Oak Ridge Office of Environmental Management Manager Jay Mullis participates in the DOE Career Café, where students shared interests, learned about careers, and asked questions.
OAK RIDGE, Tenn. – Nearly 20 employees from DOE’s offices of EM and Science supported a local middle school’s first science, technology, engineering, and mathematics (STEM) night, which attracted more than 800 students and their family members.
Jefferson Middle School’s recent event provided the students and families the opportunity to learn and have fun. Organizers designed activities to share ideas, resources, and opportunities in the STEM fields. Those fields are central to the technical work occurring in DOE’s Oak Ridge operations, which employ about 12,000 people and have a $5.6 billion economic impact in Tennessee.
Many local organizations partnered with the school for the STEM night to enable the students to explore different aspects of STEM, including 3-D printing, laser scanning, radiation detection, virtual reality, drones, and CO2-powered race cars.
Elizabeth Phillips talks with students about her work as a geologist at the Oak Ridge Office of Environmental Management. She helped them examine the difference between fossils, minerals, gold, and fool’s gold.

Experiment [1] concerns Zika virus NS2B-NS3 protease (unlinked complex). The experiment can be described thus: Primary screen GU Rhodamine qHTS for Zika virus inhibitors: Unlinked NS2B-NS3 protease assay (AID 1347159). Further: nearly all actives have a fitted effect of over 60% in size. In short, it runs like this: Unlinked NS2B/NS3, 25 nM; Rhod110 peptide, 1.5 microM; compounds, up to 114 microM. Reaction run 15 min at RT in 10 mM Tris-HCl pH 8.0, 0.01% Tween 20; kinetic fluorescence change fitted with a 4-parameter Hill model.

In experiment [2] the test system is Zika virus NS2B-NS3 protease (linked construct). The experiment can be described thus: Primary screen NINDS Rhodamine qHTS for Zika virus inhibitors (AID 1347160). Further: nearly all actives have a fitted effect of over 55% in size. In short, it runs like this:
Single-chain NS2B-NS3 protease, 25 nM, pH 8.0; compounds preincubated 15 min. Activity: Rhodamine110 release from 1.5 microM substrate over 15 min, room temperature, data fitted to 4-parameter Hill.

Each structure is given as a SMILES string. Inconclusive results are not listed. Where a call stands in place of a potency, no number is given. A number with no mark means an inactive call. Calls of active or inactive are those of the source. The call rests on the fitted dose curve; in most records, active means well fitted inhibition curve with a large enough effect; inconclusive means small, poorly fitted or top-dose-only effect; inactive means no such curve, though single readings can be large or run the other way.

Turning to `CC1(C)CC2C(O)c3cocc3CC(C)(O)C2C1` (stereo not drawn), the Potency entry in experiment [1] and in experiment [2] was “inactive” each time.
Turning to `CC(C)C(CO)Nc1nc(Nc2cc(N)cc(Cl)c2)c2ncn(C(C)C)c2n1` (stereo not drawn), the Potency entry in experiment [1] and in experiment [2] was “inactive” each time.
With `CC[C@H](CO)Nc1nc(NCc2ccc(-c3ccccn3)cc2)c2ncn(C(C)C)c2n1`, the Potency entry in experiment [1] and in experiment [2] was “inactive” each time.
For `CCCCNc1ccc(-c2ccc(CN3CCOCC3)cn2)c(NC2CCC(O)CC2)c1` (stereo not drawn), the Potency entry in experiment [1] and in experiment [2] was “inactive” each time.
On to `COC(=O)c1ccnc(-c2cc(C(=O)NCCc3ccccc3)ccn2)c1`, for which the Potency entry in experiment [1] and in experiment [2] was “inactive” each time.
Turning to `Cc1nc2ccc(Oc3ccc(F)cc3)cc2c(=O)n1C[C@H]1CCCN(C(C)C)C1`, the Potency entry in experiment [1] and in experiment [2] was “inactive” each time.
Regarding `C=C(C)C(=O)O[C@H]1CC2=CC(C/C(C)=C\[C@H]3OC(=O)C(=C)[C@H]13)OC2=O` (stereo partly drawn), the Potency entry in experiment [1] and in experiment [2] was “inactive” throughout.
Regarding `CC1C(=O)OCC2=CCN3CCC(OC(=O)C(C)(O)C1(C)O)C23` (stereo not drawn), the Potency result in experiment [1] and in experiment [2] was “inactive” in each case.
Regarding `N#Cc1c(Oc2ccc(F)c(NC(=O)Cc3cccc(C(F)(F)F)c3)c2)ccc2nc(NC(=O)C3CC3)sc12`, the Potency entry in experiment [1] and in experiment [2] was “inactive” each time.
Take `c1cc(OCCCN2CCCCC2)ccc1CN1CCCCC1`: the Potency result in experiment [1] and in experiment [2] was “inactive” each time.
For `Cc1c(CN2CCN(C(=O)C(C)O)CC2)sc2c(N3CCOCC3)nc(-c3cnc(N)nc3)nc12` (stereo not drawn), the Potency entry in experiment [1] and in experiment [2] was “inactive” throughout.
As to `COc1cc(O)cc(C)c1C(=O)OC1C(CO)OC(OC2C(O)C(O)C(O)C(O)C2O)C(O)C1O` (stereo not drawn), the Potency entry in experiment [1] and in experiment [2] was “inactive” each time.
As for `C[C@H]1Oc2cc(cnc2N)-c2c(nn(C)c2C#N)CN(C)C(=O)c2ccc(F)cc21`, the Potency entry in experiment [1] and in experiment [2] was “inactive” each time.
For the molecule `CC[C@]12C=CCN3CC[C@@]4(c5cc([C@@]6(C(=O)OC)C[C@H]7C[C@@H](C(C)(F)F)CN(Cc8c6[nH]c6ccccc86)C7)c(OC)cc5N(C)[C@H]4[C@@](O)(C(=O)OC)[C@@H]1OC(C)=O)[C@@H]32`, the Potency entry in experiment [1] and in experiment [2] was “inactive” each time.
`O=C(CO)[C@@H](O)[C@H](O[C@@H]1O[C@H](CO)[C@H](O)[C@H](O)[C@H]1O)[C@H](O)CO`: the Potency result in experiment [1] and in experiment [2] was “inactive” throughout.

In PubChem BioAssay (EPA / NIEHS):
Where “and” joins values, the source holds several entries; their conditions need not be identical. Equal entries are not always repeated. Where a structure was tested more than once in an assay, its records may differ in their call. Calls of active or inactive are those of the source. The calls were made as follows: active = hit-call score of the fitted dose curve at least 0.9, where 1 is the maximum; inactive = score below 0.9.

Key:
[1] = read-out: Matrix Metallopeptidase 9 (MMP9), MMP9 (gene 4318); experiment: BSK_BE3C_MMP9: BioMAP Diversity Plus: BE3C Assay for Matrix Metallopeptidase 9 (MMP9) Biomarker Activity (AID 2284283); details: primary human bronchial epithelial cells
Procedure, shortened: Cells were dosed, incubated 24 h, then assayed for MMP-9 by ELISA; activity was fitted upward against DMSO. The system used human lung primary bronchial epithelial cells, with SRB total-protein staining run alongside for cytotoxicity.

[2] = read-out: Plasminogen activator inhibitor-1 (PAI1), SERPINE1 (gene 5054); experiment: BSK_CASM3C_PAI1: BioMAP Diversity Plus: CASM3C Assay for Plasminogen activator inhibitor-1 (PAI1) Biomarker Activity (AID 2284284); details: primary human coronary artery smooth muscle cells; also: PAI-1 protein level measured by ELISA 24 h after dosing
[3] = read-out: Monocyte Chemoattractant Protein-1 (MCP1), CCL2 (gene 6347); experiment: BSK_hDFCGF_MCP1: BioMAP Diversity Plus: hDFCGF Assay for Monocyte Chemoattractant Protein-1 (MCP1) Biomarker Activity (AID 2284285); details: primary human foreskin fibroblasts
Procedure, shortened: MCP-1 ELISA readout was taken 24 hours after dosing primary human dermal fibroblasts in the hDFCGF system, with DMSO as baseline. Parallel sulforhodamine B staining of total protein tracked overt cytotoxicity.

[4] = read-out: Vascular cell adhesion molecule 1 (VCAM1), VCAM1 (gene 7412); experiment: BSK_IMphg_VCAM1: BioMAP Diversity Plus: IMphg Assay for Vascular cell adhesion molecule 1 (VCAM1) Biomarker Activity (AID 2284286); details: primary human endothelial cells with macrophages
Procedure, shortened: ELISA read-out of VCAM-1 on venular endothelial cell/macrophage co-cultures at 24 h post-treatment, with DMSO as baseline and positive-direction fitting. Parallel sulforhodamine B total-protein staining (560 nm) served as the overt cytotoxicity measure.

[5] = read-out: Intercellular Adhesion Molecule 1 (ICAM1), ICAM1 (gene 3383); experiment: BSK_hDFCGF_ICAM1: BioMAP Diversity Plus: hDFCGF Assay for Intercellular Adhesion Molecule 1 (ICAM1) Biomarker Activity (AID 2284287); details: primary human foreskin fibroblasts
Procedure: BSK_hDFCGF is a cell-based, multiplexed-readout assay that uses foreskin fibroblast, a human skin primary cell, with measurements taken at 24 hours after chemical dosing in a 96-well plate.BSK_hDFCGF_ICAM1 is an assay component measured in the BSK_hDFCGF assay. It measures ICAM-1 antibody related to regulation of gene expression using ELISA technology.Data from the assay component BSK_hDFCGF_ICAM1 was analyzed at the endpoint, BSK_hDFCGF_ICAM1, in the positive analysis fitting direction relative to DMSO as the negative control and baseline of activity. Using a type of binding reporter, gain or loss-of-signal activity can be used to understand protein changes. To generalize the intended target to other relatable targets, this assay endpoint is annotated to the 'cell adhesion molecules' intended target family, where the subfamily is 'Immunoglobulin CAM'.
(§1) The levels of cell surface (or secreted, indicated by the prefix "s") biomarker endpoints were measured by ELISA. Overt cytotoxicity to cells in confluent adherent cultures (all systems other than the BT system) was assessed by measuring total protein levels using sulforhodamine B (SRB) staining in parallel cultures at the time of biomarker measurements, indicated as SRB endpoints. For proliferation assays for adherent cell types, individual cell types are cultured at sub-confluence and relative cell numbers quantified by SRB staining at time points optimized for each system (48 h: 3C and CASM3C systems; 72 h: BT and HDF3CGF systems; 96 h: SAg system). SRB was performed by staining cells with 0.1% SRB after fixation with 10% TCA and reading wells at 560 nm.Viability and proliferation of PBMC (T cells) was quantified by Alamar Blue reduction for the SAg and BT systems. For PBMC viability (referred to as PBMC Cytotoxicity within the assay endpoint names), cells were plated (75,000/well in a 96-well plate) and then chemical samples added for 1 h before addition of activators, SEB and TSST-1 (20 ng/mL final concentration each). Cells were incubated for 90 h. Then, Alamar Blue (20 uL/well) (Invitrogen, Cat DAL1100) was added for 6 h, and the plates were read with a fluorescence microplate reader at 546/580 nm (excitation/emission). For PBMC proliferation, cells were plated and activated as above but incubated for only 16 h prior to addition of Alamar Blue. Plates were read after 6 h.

The Oak Ridge Office of Environmental Management’s Leon Duquella shows students how to build lava lamps.
DOE Oak Ridge Office of Environmental Management (OREM) employees gave students an entertaining hands-on lesson on building lava lamps using vegetable oil, water, food coloring, and effervescent antacid. Others participated in the DOE Career Café, where students shared interests, learned about careers, and asked questions of OREM’s scientists, engineers, and technicians.
“Community involvement is incredibly important to us as an organization, and we are continuously looking for opportunities for our employees to interact with students in local schools,” OREM Manager Jay Mullis said. “This event provided an excellent environment for students to have some fun and learn how diverse and exciting STEM careers can be.”
Students enjoy hands-on lessons on building lava lamps.
Alex Goldberg, the school’s STEM coach, emphasized the importance of having major STEM employers engage young people in the community.
“We are proud to represent Oak Ridge and bring the entire community together to further the STEM possibilities for our students, and the Department of Energy plays a vital role in this endeavor,” Goldberg said.
Oak Ridge was the second school district in the U.S. to have each of its elementary, middle, and high schools fully STEM-accredited and certified.
Mullis appreciated the opportunity to engage the students at this stage of their education at the STEM event.
“We work to introduce them to new, exciting ideas and make them aware of the options available to them,” he said. “It is an investment in our future. One day, some of these kids may be responsible for leading our program and achieving Oak Ridge’s cleanup mission.”
-Contributor: Ben Williams